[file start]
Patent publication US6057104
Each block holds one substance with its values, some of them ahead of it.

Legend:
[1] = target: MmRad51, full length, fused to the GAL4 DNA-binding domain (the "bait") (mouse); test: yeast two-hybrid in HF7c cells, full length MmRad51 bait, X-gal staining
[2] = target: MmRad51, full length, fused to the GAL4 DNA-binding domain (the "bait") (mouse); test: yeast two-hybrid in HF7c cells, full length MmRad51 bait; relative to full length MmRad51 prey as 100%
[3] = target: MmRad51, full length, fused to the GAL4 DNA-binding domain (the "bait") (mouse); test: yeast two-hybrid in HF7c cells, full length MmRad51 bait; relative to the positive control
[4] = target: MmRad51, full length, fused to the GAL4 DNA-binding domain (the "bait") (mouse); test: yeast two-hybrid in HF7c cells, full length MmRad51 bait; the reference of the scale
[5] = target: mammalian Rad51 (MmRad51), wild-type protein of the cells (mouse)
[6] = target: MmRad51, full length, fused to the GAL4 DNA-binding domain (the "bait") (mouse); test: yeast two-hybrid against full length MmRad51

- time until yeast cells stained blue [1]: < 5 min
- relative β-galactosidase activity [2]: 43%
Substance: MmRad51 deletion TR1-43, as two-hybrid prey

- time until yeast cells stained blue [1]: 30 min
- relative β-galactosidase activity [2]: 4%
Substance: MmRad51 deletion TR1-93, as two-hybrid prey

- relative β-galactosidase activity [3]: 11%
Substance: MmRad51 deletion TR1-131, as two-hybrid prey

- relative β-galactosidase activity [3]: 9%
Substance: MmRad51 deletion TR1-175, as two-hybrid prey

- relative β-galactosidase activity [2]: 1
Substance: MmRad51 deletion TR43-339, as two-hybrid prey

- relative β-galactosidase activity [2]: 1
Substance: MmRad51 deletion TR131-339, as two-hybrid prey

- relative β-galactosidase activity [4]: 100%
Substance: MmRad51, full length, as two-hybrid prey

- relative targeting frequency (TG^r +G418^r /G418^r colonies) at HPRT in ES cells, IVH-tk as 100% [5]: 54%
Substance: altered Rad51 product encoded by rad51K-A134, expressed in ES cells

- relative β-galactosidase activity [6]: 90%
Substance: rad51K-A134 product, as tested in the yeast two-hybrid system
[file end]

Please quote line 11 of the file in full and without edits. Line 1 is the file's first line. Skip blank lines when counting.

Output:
- relative β-galactosidase activity [2]: 43%